Nowadays, everything is recorded on video, tweeted in 140 characters, or snapped in a photograph. It's easy to document the present because of the multitude of technology that allows us to do so. It will be easy (for better or for worse) to track the progression of everyday life, major events, and social change 10, 20, 50, and even 100 years in the future.
What, however, can be done about the past? How can we show the importance that history has had upon our present selves? Every year that passes has us drifting further away from the people, memories, details, and essence that buzzes around those events and people that are written in our history books. Sadly, technology was limited to grainy, faded photographs and silent videos. The printed word, as influential and important as it is, just doesn't have that same humanistic and visual quality. Of course, processing the whole of human recorded thought is a daunting undertaking. So, what one organization did was focus on just one person: John F. Kennedy Jr. An important man, but only one man in all of history, in all of time. However, the impact of a single man, even today, is astonishing.
JFK50.org is a website that showcases the legacy of JFK on present day society. It has substantial amount of information, quotes, and facts on the former President. The site is very engaging, with lots of fun graphics, photographs, and even an interactive timeline. They have a great tagline that sums it up beautifully: "Celebrate the past to awaken the future." The interviews with professionals in various fields––the arts, public service, the environment, etc—is where the phrase really shines through.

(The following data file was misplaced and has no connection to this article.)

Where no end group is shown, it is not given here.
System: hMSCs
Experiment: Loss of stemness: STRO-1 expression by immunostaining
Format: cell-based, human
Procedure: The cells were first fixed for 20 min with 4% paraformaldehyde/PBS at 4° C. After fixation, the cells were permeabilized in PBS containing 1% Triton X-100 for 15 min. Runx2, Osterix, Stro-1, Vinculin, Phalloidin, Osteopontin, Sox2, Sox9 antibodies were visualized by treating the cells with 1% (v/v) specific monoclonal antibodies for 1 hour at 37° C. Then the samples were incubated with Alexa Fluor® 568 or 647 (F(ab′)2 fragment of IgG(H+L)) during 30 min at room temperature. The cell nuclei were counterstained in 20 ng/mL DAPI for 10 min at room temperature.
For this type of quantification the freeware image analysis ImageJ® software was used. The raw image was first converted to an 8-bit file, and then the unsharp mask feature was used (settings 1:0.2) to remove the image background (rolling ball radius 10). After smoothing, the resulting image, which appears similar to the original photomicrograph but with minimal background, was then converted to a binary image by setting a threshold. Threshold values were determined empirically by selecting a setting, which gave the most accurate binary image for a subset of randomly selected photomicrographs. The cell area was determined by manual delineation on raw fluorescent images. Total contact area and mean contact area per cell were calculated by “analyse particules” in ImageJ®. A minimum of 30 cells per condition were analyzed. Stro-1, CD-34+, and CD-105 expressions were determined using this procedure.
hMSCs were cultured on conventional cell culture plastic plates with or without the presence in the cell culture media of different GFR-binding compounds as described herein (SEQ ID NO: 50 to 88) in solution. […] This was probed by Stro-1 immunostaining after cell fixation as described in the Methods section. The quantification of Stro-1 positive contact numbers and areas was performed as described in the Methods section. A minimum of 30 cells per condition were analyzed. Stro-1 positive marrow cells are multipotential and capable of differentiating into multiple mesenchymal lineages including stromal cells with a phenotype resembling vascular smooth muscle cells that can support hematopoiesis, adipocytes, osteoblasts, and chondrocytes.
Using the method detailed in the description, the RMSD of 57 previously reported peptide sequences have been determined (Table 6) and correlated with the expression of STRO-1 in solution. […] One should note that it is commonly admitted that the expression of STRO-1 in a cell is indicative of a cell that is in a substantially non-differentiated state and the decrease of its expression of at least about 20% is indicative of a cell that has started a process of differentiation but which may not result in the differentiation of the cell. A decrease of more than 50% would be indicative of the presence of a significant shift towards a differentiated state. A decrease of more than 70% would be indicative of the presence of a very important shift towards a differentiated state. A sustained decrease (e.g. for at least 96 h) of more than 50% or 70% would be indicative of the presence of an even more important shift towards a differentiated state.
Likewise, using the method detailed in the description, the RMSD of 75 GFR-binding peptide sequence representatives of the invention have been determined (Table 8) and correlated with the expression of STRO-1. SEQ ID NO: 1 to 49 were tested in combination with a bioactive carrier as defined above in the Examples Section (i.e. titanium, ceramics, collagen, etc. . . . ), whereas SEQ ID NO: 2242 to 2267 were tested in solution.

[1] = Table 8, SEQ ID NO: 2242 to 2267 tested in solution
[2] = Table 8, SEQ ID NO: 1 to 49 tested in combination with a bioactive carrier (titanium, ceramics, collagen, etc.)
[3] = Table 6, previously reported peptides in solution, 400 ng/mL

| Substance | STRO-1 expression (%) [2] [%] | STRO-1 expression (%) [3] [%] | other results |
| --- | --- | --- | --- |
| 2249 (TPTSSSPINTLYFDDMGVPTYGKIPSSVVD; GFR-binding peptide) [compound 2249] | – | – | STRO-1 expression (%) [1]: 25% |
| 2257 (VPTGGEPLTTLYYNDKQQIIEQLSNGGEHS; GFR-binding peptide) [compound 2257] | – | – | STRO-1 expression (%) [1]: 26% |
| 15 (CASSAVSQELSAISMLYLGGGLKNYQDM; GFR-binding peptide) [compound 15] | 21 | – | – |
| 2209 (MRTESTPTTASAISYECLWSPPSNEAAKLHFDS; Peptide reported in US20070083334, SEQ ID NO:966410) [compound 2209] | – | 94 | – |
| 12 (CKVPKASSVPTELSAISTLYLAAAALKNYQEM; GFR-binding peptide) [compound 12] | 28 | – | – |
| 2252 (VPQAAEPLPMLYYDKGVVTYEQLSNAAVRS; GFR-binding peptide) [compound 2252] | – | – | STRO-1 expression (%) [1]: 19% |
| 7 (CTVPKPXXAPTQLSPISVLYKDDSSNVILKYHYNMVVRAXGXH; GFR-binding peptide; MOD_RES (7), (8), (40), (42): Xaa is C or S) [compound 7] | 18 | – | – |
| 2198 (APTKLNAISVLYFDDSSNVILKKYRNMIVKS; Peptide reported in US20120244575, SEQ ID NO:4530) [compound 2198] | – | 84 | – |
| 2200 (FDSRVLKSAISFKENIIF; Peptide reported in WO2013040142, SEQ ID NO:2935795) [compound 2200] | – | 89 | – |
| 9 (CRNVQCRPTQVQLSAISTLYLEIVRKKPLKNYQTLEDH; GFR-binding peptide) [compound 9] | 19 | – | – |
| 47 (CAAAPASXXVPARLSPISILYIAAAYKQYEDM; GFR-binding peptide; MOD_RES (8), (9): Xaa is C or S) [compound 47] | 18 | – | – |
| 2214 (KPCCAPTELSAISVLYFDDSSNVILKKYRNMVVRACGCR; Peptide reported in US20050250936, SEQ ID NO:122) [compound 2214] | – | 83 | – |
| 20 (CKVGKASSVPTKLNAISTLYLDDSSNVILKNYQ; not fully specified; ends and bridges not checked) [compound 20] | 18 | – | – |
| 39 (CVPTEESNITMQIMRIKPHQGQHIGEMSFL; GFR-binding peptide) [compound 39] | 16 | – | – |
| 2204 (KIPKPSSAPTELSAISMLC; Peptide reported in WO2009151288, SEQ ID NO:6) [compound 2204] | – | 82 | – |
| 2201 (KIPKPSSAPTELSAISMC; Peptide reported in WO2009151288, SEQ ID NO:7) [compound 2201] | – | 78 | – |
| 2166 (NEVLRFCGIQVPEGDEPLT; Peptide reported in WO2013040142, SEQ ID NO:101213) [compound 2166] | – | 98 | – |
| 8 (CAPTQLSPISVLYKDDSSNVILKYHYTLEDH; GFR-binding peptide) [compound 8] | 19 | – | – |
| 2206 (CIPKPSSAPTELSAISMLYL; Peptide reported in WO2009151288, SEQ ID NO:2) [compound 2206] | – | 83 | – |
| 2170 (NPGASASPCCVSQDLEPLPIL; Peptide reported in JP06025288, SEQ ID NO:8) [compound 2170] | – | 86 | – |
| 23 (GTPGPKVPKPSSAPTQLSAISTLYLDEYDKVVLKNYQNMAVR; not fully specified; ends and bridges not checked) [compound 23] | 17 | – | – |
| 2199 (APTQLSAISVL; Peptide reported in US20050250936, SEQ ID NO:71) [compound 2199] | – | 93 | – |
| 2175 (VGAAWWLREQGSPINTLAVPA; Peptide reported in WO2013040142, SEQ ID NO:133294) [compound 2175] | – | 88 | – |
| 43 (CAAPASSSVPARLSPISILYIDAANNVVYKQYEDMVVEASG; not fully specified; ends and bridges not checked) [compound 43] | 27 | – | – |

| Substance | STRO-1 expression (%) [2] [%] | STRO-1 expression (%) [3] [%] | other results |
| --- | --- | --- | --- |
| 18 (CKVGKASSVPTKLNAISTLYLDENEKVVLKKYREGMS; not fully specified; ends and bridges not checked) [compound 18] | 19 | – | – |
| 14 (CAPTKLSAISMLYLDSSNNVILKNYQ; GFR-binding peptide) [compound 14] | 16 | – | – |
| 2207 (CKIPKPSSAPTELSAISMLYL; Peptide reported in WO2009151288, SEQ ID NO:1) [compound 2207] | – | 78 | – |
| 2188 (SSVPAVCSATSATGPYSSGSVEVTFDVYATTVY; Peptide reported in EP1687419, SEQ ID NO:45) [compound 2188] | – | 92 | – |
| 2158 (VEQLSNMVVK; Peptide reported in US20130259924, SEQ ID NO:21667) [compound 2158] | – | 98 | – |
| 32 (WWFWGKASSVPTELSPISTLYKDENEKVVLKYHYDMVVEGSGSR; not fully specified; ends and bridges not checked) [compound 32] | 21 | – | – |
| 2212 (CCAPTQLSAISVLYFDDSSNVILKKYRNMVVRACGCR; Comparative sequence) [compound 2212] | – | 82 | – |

The interviewees are varied and interesting; some share their direct thoughts on JFK and his impact on them, but others simply talk about their passion, desire for change, and inspirations. All are stemmed by the President's thoughts, ideas, words, and actions. The founders of Design Museum Boston were interviewed for the project. Derek and Sam spoke about how design can have a important societal impact. By raising awareness about design we can improve our relationship with others, how we consume goods, and how we help people.
Design Museum Boston is recording it's history with all of the glory of today's technologies: video, photographs, social media, and even the archaic print medium. We hope that what we do now will have a positive and influential impact on the future, much like John F. Kennedy Jr. did. We can build a literal time capsule of progress, successes, and failures. And this is what happens when you design a museum. Unfortunately, we cannot go back in time (Yet. Where's Doctor Who when you need him?) But we can question, explore, and investigate people today to reveal history's lurking residual effects. With organizations like JFK50.org, we can preserve the importance of history for generations to come.